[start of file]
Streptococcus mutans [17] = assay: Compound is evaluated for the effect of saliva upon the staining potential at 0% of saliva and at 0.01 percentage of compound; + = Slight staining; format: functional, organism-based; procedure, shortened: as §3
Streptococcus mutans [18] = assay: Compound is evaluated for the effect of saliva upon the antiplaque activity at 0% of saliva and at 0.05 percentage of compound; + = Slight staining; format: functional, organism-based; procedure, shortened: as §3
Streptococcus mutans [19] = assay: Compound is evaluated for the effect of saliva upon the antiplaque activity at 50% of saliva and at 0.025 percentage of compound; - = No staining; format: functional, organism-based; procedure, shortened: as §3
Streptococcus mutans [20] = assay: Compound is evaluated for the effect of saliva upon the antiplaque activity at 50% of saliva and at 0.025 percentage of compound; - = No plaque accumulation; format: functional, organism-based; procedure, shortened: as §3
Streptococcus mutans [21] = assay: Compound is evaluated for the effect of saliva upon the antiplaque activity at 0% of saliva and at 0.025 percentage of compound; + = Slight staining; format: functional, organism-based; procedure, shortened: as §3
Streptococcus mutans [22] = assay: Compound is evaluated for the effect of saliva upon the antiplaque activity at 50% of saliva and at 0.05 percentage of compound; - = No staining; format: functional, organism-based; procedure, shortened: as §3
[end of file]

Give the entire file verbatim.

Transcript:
Streptococcus mutans [17] = assay: Compound is evaluated for the effect of saliva upon the staining potential at 0% of saliva and at 0.01 percentage of compound; + = Slight staining; format: functional, organism-based; procedure, shortened: as §3
Streptococcus mutans [18] = assay: Compound is evaluated for the effect of saliva upon the antiplaque activity at 0% of saliva and at 0.05 percentage of compound; + = Slight staining; format: functional, organism-based; procedure, shortened: as §3
Streptococcus mutans [19] = assay: Compound is evaluated for the effect of saliva upon the antiplaque activity at 50% of saliva and at 0.025 percentage of compound; - = No staining; format: functional, organism-based; procedure, shortened: as §3
Streptococcus mutans [20] = assay: Compound is evaluated for the effect of saliva upon the antiplaque activity at 50% of saliva and at 0.025 percentage of compound; - = No plaque accumulation; format: functional, organism-based; procedure, shortened: as §3
Streptococcus mutans [21] = assay: Compound is evaluated for the effect of saliva upon the antiplaque activity at 0% of saliva and at 0.025 percentage of compound; + = Slight staining; format: functional, organism-based; procedure, shortened: as §3
Streptococcus mutans [22] = assay: Compound is evaluated for the effect of saliva upon the antiplaque activity at 50% of saliva and at 0.05 percentage of compound; - = No staining; format: functional, organism-based; procedure, shortened: as §3